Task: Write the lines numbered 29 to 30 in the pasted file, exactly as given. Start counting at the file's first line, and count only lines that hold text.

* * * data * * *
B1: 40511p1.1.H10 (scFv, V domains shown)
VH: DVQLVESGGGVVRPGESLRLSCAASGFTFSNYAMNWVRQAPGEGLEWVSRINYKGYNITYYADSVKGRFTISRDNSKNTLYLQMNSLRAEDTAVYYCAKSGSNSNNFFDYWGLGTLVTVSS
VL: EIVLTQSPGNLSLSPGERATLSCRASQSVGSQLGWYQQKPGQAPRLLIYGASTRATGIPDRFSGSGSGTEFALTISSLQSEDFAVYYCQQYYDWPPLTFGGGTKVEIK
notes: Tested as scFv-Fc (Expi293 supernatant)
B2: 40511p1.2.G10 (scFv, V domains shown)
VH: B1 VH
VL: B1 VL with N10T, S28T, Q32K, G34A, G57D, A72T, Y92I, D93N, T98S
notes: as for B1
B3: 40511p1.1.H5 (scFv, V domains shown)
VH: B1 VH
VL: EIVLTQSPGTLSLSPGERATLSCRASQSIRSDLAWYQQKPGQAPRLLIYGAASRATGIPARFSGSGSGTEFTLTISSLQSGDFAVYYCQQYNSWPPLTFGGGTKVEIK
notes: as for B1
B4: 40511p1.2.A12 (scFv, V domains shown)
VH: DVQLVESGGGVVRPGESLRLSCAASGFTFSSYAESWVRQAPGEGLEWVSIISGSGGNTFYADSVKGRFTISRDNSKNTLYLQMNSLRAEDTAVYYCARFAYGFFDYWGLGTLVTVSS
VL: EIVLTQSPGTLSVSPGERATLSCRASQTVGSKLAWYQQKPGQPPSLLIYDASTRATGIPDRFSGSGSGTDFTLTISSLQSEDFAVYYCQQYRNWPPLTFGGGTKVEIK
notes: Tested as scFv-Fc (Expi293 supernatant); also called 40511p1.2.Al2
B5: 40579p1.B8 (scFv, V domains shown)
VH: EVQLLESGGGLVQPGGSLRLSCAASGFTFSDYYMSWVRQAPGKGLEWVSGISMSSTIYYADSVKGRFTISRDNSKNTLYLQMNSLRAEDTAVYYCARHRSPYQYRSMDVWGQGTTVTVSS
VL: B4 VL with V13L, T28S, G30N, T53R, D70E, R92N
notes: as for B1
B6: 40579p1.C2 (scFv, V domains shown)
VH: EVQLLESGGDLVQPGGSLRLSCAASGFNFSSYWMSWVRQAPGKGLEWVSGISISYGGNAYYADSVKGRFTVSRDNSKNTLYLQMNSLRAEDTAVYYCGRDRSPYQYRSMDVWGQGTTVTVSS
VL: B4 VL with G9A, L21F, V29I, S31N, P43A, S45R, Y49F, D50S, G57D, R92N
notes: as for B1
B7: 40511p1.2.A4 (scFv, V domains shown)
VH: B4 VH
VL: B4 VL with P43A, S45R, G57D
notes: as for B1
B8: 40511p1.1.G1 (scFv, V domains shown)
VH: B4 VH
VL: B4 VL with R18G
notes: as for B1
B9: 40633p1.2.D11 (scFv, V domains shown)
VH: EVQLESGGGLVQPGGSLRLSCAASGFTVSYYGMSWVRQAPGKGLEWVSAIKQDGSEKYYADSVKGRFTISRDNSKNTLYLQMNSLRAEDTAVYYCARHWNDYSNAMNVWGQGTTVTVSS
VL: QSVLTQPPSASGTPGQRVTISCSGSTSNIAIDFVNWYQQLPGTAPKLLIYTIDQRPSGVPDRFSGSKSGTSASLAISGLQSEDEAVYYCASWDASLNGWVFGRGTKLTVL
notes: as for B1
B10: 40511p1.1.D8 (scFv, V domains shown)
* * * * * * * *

B8: 40511p1.1.G1 (scFv, V domains shown)
VH: B4 VH